# Finding value of the limit: $\lim_{t \to 0} \frac{\varphi(1+t) - \varphi(t)}{t}$

Let $$\varphi(x) = e^{-x} + \frac{x}{1!} \cdot e^{-2x} + \frac{3x^{2}}{2!}\cdot e^{-3x} + \frac{4^{2} \cdot x^{3}}{3!} \cdot e^{-4x} + \cdots$$

Then what is the value of: $$\displaystyle\lim_{t \to 0} \frac{\varphi(1+t) - \varphi(t)}{t}$$

I am not getting any idea as to how to proceed for this problem. I tried summing up the expression but no avail. I also tried differentiating $\varphi(x)$ since the limit quantity which we require seems to involve derivative but again i couldn't find any pattern. Any ideas on how to solve this problem.

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@chandru1: are you sure the second term is $e^{-3x}$, not $e^{-2x}$? – Qiang Li Feb 2 '11 at 0:21
What is the source of the problem? – Jonas Meyer Feb 2 '11 at 0:40
What is the coefficient in the term with $n!$? $(n+1)^{n-1}$? The question is not very clear. – Aryabhata Feb 2 '11 at 0:54
I presume the individual terms of $\varphi(x)$ are ${n^{n-1}\cdot x^{n-1}\over n!}\cdot e^{-nx}$ - those terms are virtually identical to the Taylor series for the Lambert function W and given the form (it's essentially $e^{-x}$ times a power series in $xe^{-x}$) I strongly suspect that $\varphi$ has some conveniently explicit form... – Steven Stadnicki Feb 2 '11 at 1:02
@All: Question edited now. – anonymous Feb 2 '11 at 2:25

## 2 Answers

The function $\varphi(x)$ can be written as $$\begin{eqnarray} \varphi(x) &=& \frac{1}{x} \sum_{n=1}^{\infty} \frac{n^{n-1}}{n!}\left(xe^{-x}\right)^{n} \\ &=& -\frac{1}{x} \sum_{n=1}^{\infty} \frac{(-n)^{n-1}}{n!}\left(-xe^{-x}\right)^{n} \\ &=& -\frac{1}{x} W_0\left(-xe^{-x}\right), \end{eqnarray}$$ where $W_0$ is the Lambert W-function's main branch. For sufficiently small $y$, the definition of the W-function ensures that $W_0(ye^y)=y$, so for small $t$, $$\begin{eqnarray} \varphi(t) &=& -\frac{1}{t}W_0\left(-te^{-t}\right) \\ &=& -\frac{1}{t}(-t) \\ &=& 1. \end{eqnarray}$$ In fact this equality holds for all $0 \le t < 1$. For values slightly larger than $1$, we use $$-(1+t)e^{-(1+t)} = \frac{-(1+t)}{1+t+\frac{1}{2}t^2+O(t^3)} = -1 + \frac{1}{2}t^2+O(t^3) = -(1-t)e^{-(1-t)},$$ so $$\begin{eqnarray} \varphi(1+t) &=& -\frac{1}{1+t}W_0(-(1+t)e^{-(1+t)}) \\ &\approx& -\frac{1}{1+t}W_0(-(1-t)e^{-(1-t)}) \\ &=& \frac{1-t}{1+t} \\ &=& 1 - 2t + O(t^2). \end{eqnarray}$$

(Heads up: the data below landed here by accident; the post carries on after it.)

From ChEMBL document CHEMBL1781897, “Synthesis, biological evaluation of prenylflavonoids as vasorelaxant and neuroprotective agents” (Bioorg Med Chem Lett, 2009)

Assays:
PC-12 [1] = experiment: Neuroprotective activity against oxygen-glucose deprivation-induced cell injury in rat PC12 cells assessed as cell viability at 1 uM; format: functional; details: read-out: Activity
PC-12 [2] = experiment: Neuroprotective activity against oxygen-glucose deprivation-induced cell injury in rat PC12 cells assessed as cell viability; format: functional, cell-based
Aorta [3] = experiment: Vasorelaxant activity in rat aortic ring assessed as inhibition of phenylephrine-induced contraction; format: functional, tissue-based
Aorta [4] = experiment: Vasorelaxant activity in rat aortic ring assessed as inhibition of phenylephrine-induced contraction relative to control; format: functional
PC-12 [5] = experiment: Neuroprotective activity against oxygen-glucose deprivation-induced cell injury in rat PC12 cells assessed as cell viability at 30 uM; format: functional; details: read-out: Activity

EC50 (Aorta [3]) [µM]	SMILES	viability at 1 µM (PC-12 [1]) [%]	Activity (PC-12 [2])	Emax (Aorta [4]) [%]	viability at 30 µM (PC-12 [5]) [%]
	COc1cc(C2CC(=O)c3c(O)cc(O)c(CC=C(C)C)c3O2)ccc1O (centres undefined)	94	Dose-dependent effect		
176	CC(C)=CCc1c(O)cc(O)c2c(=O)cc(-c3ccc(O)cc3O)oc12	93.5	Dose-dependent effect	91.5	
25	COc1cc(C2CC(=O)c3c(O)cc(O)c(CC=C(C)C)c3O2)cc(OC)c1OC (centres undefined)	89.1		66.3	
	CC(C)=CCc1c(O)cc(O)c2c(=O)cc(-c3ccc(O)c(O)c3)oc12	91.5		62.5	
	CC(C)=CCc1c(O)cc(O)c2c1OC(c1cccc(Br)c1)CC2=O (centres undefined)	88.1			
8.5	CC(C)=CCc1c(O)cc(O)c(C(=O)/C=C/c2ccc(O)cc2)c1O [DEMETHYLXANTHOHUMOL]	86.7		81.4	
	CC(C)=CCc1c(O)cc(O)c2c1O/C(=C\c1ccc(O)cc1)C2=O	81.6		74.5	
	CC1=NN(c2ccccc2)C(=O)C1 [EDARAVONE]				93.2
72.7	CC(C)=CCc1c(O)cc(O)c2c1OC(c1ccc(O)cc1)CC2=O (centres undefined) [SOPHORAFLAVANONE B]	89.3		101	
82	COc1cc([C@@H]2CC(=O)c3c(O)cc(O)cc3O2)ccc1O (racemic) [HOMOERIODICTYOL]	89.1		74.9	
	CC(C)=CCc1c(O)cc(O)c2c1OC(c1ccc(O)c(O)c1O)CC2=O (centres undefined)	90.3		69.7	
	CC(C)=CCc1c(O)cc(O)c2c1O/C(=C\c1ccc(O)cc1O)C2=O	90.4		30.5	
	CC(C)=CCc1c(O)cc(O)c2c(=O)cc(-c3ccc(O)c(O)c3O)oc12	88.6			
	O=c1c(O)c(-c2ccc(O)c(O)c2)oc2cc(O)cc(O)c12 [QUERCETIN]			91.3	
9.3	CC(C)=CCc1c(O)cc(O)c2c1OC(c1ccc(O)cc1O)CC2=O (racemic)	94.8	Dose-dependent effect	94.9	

The desired limit, then, is $$\lim_{t\rightarrow 0}\frac{\varphi(1+t) - \varphi(t)}{t} = \lim_{t\rightarrow 0}\frac{(1-2t) - 1}{t} = -2.$$

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Hmm, using Pari/GP, I just tried to find the coefficients of $\varphi (t)$

polcoeffs(exp(-x)*sumalt(k=0,exp(-k*x)*x^k/k!*(k+1)^(k-1)*1.0))


(where the polcoeffs-function just retrieves the whole vector of coefficients up to the defined series-precision and I used x instead of t )

The result of this is an (arbitrary near) approximation to the formal powerseries $\varphi(t) = 1.0$ So it may be useful to analyze the approximation of that powerseries to the constant in order to evaluate your limit-formula.

[update] If one expands the powerseries for $e^{- k x}$ and collect coefficients at like powers of x then indeed all coefficients at a certain power of x sum to zero, thus vanish (at least heuristically up to $x^{64}$, I did not do final analysis) . Then all derivatives are also zero and even the L'Hospital-rule is of no use here. However, I don't know whether there could be some special reason that this expansion into powerseries might not be feasible/allowed because the result is an infinite sum of formal powerseries. [end update]

[update 2]
$\varphi(x)=e^{-x}+xe^{-2x}\frac1{1!} +x^2e^{-3x}\frac3{2!} +x^3e^{-4x}\frac{4^2}{3!} + \ldots$

$\begin{array} {rrrr} \varphi(x)= ( & 1 & -x & + \frac{x^2}{2!}&+ \frac{x^3}{3!} & + \ldots )\\ + \frac{x}{1!}(& 1 & -2x & + \frac{2^2x^2}{2!}&+ \frac{2^3x^3}{3!} & + \ldots ) \\ + \frac{3x^2}{2!}(& 1 & -3x & + \frac{3^2x^2}{2!}&+ \frac{3^3x^3}{3!} & + \ldots ) \\ + \ldots \\ \end{array}$

Collecting equal powers of x means to add coefficients along the antidiagonal so

$\begin{array} {rrrr} \varphi(x)= 1 \\ - x (&\frac{1}{1!}& - \frac{1}{1!} ) \\ + x^2 (&\frac{1}{2!}& - \frac{2}{1!}& + \frac{3^1}{2!}) \\ - x^3 (&\frac{1}{3!}& - \frac{2^2}{2!}& + \frac{3^2}{2!}& - \frac{4^2}{3!}) \\ + \ldots \\ \end{array}$

All the parentheses seem to form binomially weighted sums of like powers with alternating signs which are known to evaluate to zero, so the coefficients at each power of x should be zero and if this is so, the taylorseries is then $\varphi(x)=1$

[end update 2]

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